Osteoarthritis – Causes & Management

Written by Pliro
Apr 6, 2018 Last updated: Apr 6, 2018

Osteoarthritis (OA) is the most common type of arthritis and is a chronic disorder of bone cartilage and surrounding tissues. It is caused by the degeneration of the protective cartilage between the joints over time. Osteoarthritis can affect any joint in the body but most of the time affects the weight bearing joints like knee joint, hip joint, spine etc. Mostly common in people after 70 years yet before the age of 40 years it is more common in males. While between the ages 40 to 70, women develop osteoarthritis more often than the men do.

According to a study by World Health Organization, “The prevalence of OA is increasing due to population ageing and an increase in related factors such as obesity”.

According to the United Nations, “by 2050 people aged over 60 will account for more than 20% of the world’s population. Of that 20%, a conservative estimate of 15% will have symptomatic OA, and one third of these people will be severely disabled. This means that by 2050, 130 million people will suffer from OA worldwide, of whom 40 million will be severely disabled by the disease”.


Osteoarthritis occurs as a result of abnormality of the cells in the joint cartilage that synthesize the components of cartilage leading to partial or complete degeneration of the cartilage responsible for the reduction in friction between the two ends of the joints.
Causes of osteoarthritis can be divided as:

  • Primary or Idiopathic: When the cause is not known.
  • Secondary: When there are other factors leading to this condition. Common secondary causes include:
    • Trauma
    • Obesity
    • Steroids
    • Family history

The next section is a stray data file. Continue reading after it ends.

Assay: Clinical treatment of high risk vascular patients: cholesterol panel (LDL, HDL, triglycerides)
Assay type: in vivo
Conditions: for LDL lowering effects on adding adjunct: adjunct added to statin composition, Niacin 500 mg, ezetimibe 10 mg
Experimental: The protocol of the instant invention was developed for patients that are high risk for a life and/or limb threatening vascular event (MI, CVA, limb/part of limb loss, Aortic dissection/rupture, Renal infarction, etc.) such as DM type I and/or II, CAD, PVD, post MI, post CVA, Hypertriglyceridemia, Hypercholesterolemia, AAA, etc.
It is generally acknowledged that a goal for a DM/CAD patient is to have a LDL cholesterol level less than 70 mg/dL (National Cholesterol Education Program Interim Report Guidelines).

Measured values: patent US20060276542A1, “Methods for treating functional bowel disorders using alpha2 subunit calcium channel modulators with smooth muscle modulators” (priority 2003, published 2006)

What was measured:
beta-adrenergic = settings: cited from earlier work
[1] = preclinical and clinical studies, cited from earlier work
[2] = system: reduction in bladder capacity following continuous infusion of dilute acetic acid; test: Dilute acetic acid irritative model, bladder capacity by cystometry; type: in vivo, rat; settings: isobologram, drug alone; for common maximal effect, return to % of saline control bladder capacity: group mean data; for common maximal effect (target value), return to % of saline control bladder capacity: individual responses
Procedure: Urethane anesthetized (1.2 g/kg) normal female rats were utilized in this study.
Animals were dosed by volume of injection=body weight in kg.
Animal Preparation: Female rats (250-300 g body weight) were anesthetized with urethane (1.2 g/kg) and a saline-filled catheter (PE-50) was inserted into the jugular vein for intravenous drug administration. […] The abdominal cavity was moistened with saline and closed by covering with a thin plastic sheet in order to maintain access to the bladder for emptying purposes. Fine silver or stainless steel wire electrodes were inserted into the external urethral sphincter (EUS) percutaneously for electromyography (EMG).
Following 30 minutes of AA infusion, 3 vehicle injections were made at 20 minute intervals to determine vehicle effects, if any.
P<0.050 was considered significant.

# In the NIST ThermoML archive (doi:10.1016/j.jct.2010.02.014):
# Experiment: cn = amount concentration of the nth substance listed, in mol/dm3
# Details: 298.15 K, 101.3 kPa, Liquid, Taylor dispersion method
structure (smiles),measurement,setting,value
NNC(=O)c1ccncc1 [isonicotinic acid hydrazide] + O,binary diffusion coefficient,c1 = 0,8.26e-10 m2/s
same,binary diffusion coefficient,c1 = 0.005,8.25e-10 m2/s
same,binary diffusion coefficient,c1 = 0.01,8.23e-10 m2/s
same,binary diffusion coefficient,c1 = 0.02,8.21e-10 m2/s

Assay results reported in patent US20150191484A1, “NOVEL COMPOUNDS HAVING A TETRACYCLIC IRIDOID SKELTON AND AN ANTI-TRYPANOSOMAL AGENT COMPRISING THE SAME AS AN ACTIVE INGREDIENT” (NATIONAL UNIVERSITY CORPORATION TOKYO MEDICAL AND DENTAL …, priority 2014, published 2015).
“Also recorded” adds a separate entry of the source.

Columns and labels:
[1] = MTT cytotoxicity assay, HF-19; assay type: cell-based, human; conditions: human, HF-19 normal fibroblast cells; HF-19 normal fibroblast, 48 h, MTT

• Other diseases like Paget’s disease, infections.
    • Over use of the Joint.

Signs and Symptoms

Symptoms of OA develop gradually and initially affects unilateral weigh bearing joints like hip or knee joint.

Some common signs and symptoms include:

  1. Pain- Pain in OA mostly increased by activity.
  2. Joint stiffness – It is more common after long hours of inactivity like early in the morning but mostly subsides within 30 minutes.
  3. Reduced range of movement of the joint.
  4. Grating sensation- the irregular joint surface causes grinding, grating or crackle when moved.
  5. Bony growth at the end or middle of the fingers- known as Bouchard’s and Harbenden’s nodes.
  6. Abnormal walk or gait.


Osteoarthritis is diagnosed through imaging studies e.g. X-ray or MRI. Once diagnosed, long term life modification is advised that makes up most of the conservative management.

Conservative Management

It includes pain management through analgesics and anti-inflammatory drugs like Nsaids, steroids, Opioids and an atypical Opioid known as Tramadol. Moreover Glycosaminoglycan (GAGs), Calcium and vitamin D supplementation is also helpful in reducing the symptoms.

Physiotherapy and occupational therapy also help to manage OA conservatively. Water therapy like waterborne exercises or swimming has also shown great results. Physical activity like regular exercises and aerobics  helps people with OA to a great extent.

The U.S. Department of Health and Human Services recommends that everyone, including those with arthritis, get 150 minutes of moderate exercise per week“. Weight reduction and good posture is advised while managing OA.
Definitive treatment is done through the replacement of the affected joint. It may include Knee Replacement Surgery or Hip Replacement Surgery.

Both pharmaceutical companies and Physicians are actively searching for therapies to treat OA and its associated symptoms. There has been some progress in the appropriate management of OA, yet lack of awareness leads to aggravated symptoms and thus poor outcomes of pain management and surgeries.